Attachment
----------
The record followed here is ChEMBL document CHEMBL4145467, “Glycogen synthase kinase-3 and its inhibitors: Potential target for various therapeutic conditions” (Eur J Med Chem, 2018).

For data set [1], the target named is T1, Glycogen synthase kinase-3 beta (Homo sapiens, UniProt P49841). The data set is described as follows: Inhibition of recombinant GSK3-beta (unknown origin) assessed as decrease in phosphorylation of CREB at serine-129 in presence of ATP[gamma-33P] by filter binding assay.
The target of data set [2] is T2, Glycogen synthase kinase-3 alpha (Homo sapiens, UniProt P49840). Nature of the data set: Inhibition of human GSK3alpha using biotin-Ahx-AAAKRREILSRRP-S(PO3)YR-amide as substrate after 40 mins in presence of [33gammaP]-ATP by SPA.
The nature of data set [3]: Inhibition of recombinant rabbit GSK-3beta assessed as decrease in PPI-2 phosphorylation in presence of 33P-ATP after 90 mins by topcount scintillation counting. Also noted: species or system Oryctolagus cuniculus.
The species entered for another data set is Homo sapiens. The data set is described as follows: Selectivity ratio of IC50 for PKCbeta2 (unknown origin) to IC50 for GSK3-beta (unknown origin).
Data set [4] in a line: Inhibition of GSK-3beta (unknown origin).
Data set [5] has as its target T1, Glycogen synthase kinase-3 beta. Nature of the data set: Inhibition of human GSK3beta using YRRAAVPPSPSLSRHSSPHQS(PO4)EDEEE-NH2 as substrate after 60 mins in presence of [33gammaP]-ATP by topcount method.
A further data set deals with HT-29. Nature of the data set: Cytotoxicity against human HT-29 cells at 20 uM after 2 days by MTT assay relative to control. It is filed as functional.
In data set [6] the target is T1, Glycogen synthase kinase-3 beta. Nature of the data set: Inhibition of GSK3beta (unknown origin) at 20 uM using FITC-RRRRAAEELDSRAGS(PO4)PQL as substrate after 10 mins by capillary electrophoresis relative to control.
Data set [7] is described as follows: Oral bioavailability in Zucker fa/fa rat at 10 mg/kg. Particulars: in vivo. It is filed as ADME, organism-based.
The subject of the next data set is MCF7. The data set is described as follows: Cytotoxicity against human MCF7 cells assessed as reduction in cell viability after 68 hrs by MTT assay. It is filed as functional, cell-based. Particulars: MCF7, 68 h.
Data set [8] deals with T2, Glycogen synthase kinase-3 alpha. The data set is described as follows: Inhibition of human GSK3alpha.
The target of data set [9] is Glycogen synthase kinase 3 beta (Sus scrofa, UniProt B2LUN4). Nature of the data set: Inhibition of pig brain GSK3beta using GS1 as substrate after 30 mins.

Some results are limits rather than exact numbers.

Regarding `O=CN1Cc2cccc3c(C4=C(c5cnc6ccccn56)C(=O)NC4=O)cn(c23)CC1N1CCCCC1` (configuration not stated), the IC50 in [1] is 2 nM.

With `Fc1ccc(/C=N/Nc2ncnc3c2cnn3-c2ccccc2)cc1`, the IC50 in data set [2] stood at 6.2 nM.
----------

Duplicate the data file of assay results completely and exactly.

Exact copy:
The record followed here is ChEMBL document CHEMBL4145467, “Glycogen synthase kinase-3 and its inhibitors: Potential target for various therapeutic conditions” (Eur J Med Chem, 2018).

For data set [1], the target named is T1, Glycogen synthase kinase-3 beta (Homo sapiens, UniProt P49841). The data set is described as follows: Inhibition of recombinant GSK3-beta (unknown origin) assessed as decrease in phosphorylation of CREB at serine-129 in presence of ATP[gamma-33P] by filter binding assay.
The target of data set [2] is T2, Glycogen synthase kinase-3 alpha (Homo sapiens, UniProt P49840). Nature of the data set: Inhibition of human GSK3alpha using biotin-Ahx-AAAKRREILSRRP-S(PO3)YR-amide as substrate after 40 mins in presence of [33gammaP]-ATP by SPA.
The nature of data set [3]: Inhibition of recombinant rabbit GSK-3beta assessed as decrease in PPI-2 phosphorylation in presence of 33P-ATP after 90 mins by topcount scintillation counting. Also noted: species or system Oryctolagus cuniculus.
The species entered for another data set is Homo sapiens. The data set is described as follows: Selectivity ratio of IC50 for PKCbeta2 (unknown origin) to IC50 for GSK3-beta (unknown origin).
Data set [4] in a line: Inhibition of GSK-3beta (unknown origin).
Data set [5] has as its target T1, Glycogen synthase kinase-3 beta. Nature of the data set: Inhibition of human GSK3beta using YRRAAVPPSPSLSRHSSPHQS(PO4)EDEEE-NH2 as substrate after 60 mins in presence of [33gammaP]-ATP by topcount method.
A further data set deals with HT-29. Nature of the data set: Cytotoxicity against human HT-29 cells at 20 uM after 2 days by MTT assay relative to control. It is filed as functional.
In data set [6] the target is T1, Glycogen synthase kinase-3 beta. Nature of the data set: Inhibition of GSK3beta (unknown origin) at 20 uM using FITC-RRRRAAEELDSRAGS(PO4)PQL as substrate after 10 mins by capillary electrophoresis relative to control.
Data set [7] is described as follows: Oral bioavailability in Zucker fa/fa rat at 10 mg/kg. Particulars: in vivo. It is filed as ADME, organism-based.
The subject of the next data set is MCF7. The data set is described as follows: Cytotoxicity against human MCF7 cells assessed as reduction in cell viability after 68 hrs by MTT assay. It is filed as functional, cell-based. Particulars: MCF7, 68 h.
Data set [8] deals with T2, Glycogen synthase kinase-3 alpha. The data set is described as follows: Inhibition of human GSK3alpha.
The target of data set [9] is Glycogen synthase kinase 3 beta (Sus scrofa, UniProt B2LUN4). Nature of the data set: Inhibition of pig brain GSK3beta using GS1 as substrate after 30 mins.

Some results are limits rather than exact numbers.

Regarding `O=CN1Cc2cccc3c(C4=C(c5cnc6ccccn56)C(=O)NC4=O)cn(c23)CC1N1CCCCC1` (configuration not stated), the IC50 in [1] is 2 nM.

With `Fc1ccc(/C=N/Nc2ncnc3c2cnn3-c2ccccc2)cc1`, the IC50 in data set [2] stood at 6.2 nM.